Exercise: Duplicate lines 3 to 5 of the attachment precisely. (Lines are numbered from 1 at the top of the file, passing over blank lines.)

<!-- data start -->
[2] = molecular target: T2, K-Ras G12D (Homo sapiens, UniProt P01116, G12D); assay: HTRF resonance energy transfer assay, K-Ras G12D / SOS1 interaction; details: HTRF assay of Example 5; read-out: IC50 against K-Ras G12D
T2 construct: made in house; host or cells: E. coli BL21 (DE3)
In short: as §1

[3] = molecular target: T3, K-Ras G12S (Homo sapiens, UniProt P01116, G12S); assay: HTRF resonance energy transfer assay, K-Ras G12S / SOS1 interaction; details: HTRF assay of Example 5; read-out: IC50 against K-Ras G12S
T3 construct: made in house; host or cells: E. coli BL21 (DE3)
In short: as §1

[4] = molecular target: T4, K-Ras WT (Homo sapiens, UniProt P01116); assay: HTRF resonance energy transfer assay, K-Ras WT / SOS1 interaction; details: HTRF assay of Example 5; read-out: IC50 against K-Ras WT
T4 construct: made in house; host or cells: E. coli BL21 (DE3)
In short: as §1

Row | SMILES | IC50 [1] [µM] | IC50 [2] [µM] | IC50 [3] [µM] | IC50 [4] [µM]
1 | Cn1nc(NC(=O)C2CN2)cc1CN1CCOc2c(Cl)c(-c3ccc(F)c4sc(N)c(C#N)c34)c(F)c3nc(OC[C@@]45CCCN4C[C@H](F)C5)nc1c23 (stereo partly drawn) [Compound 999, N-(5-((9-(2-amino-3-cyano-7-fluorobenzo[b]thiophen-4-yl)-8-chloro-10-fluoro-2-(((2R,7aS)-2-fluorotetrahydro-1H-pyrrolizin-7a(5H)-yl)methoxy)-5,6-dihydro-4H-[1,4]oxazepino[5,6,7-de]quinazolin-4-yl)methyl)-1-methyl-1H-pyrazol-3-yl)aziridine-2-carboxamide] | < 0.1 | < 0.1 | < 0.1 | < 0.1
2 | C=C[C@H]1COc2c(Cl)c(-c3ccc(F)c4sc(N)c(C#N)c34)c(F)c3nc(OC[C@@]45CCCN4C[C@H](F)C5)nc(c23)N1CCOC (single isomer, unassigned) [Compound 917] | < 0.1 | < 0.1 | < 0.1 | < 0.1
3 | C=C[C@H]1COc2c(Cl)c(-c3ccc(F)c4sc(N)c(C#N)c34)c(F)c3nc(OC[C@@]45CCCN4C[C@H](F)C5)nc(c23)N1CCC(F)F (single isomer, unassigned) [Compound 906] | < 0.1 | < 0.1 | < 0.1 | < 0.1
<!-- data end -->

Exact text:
In short: as §1

[3] = molecular target: T3, K-Ras G12S (Homo sapiens, UniProt P01116, G12S); assay: HTRF resonance energy transfer assay, K-Ras G12S / SOS1 interaction; details: HTRF assay of Example 5; read-out: IC50 against K-Ras G12S
T3 construct: made in house; host or cells: E. coli BL21 (DE3)